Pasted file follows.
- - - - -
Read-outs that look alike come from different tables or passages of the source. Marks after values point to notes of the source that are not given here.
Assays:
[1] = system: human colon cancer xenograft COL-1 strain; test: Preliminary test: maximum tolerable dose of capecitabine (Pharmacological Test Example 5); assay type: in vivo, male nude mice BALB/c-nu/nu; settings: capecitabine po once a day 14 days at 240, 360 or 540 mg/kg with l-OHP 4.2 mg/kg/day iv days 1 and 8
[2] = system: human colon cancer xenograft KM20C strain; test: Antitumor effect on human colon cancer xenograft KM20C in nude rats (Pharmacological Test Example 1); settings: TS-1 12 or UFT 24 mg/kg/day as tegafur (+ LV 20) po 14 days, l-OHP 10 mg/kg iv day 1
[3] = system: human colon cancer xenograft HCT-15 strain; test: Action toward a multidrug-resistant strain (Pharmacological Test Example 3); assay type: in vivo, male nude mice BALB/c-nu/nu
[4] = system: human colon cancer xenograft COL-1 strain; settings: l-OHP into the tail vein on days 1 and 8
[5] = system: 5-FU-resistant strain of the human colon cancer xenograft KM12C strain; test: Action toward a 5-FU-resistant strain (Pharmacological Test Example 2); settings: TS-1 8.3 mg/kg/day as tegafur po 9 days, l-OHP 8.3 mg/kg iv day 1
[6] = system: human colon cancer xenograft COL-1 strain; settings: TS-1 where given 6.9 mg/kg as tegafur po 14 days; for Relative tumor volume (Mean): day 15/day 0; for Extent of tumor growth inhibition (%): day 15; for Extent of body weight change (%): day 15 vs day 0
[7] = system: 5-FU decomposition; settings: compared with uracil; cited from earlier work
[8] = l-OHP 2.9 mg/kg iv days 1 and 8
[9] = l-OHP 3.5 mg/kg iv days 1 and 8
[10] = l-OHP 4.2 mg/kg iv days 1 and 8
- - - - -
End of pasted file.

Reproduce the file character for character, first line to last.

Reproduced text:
Read-outs that look alike come from different tables or passages of the source. Marks after values point to notes of the source that are not given here.
Assays:
[1] = system: human colon cancer xenograft COL-1 strain; test: Preliminary test: maximum tolerable dose of capecitabine (Pharmacological Test Example 5); assay type: in vivo, male nude mice BALB/c-nu/nu; settings: capecitabine po once a day 14 days at 240, 360 or 540 mg/kg with l-OHP 4.2 mg/kg/day iv days 1 and 8
[2] = system: human colon cancer xenograft KM20C strain; test: Antitumor effect on human colon cancer xenograft KM20C in nude rats (Pharmacological Test Example 1); settings: TS-1 12 or UFT 24 mg/kg/day as tegafur (+ LV 20) po 14 days, l-OHP 10 mg/kg iv day 1
[3] = system: human colon cancer xenograft HCT-15 strain; test: Action toward a multidrug-resistant strain (Pharmacological Test Example 3); assay type: in vivo, male nude mice BALB/c-nu/nu
[4] = system: human colon cancer xenograft COL-1 strain; settings: l-OHP into the tail vein on days 1 and 8
[5] = system: 5-FU-resistant strain of the human colon cancer xenograft KM12C strain; test: Action toward a 5-FU-resistant strain (Pharmacological Test Example 2); settings: TS-1 8.3 mg/kg/day as tegafur po 9 days, l-OHP 8.3 mg/kg iv day 1
[6] = system: human colon cancer xenograft COL-1 strain; settings: TS-1 where given 6.9 mg/kg as tegafur po 14 days; for Relative tumor volume (Mean): day 15/day 0; for Extent of tumor growth inhibition (%): day 15; for Extent of body weight change (%): day 15 vs day 0
[7] = system: 5-FU decomposition; settings: compared with uracil; cited from earlier work
[8] = l-OHP 2.9 mg/kg iv days 1 and 8
[9] = l-OHP 3.5 mg/kg iv days 1 and 8
[10] = l-OHP 4.2 mg/kg iv days 1 and 8